Article
The literature on controlled atmospheres (CA) for arthropod control on fresh horticultural perishables is summarized. Four basic approaches to control of arthropod pests are discussed, including regular CA storage, low temperature insecticidal CA, room temperature insecticidal CA, and high temperature insecticidal CA. Insecticidal CA (ICA) generall...
Article
Full-text available
Rapid expansion of modified atmosphere packaging (MAP) for horticultural produce has occurred during the last 10 years, especially for fresh cut (minimally processed) products, but limitations to further expansion reside in both responses of products and available technology. We introduce the workshop on Modified Atmosphere Packaging - Toward 2000...
Article
Biological factors involved in deterioration of fresh horticultural perishables include respiration rate; ethylene production and action; compositional changes associated with color, texture, flavor (taste and aroma), and nutritional quality; growth and development; transpiration; physiological breakdown; physical damage; and pathological breakdown...
Article
Fresh-cut fruit slices prepared from partially ripened Bartlett pears had longer shelf life than those from Bosc, Anjou, and Red Anjou pears. Pear fruit ripeness, based on flesh firmness of 44 to 58 N, is optimal for fresh-cut pear slice processing. Pear slices derived from smaller size fruit (122 to 135 g) have greater cut surface discoloration an...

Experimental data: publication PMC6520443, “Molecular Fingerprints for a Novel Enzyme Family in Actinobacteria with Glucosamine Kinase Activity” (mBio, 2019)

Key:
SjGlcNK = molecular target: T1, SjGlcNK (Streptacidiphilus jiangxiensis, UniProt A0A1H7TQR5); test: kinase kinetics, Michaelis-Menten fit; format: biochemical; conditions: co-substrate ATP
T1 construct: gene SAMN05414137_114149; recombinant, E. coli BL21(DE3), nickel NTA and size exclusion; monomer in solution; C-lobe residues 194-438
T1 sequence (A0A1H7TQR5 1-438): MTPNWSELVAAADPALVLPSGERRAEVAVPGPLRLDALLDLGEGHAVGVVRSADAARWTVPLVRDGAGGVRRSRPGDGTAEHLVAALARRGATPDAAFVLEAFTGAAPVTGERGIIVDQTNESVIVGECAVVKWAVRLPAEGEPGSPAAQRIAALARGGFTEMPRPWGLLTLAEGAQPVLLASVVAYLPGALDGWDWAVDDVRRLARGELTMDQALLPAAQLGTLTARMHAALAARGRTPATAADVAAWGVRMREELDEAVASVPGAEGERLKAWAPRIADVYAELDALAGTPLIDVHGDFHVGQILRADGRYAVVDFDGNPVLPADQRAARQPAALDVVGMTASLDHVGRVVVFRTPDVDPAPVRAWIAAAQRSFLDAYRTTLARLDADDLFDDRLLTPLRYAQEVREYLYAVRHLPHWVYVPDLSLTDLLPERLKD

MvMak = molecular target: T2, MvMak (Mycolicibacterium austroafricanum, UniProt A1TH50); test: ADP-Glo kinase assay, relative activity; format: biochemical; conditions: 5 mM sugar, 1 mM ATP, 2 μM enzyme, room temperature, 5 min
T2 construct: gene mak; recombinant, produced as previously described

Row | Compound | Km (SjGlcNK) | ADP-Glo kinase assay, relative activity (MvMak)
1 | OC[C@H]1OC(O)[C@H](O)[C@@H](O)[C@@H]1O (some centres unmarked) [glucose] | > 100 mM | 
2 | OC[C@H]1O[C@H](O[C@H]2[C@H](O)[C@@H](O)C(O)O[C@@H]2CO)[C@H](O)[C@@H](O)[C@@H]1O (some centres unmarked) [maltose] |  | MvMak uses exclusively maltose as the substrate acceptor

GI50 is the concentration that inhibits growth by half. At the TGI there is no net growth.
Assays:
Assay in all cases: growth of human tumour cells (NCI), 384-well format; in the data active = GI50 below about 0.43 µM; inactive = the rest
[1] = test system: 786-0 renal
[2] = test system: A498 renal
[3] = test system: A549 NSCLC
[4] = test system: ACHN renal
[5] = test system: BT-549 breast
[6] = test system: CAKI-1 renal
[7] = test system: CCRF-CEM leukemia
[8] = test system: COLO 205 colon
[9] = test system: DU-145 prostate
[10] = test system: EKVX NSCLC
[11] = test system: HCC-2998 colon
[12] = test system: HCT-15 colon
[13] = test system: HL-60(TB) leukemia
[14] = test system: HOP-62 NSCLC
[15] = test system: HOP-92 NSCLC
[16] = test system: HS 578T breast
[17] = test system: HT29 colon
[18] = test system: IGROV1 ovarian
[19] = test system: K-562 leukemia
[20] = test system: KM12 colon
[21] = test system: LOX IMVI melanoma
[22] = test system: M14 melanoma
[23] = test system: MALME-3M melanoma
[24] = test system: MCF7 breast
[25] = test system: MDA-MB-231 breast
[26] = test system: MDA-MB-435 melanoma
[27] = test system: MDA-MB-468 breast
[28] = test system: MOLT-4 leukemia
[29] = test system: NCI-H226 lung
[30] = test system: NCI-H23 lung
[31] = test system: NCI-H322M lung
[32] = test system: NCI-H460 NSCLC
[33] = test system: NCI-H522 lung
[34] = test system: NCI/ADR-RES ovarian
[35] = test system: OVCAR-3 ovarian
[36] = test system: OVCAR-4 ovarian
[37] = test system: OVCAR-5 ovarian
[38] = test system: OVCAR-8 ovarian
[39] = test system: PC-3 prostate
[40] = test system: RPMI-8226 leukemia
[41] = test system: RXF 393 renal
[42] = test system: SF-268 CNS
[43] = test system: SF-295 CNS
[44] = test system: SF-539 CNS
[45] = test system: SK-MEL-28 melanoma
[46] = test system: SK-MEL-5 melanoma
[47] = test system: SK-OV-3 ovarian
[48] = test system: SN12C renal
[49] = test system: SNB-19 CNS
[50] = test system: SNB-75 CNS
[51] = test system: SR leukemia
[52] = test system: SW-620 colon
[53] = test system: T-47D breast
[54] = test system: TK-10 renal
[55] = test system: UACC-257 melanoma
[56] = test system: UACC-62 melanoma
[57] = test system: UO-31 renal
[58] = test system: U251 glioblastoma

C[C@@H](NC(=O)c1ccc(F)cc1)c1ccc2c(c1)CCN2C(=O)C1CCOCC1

Article
The shelf-life of slices from 13 cultivars of peaches and 8 cultivars of nectarines, varied (between 2 and 12 days at 0°C). Controlled atmospheres of 0.25 kPa O2 and/or 10 kPa or 20 kPa CO2 extended the shelf-life at 10°C of ‘O'Henry’ or ‘Elegant Lady’ peach slices by 1–2 days beyond the air control. Low (0.25 kPa) O2 acted synergistically with CO2...
Article
The effects of fruit ripeness and postcutting storage temperature on the deterioration rate of fresh-cut 'Flavorcrest' peaches and 'Zee Grand' nectarines [Prunus persica (L.) Batsch] were investigated. Based on visual quality, peach and nectarine slices from mature-green fruit (>40-53 N flesh firmness) had the longest shelf-life (8 days at 0 °C for...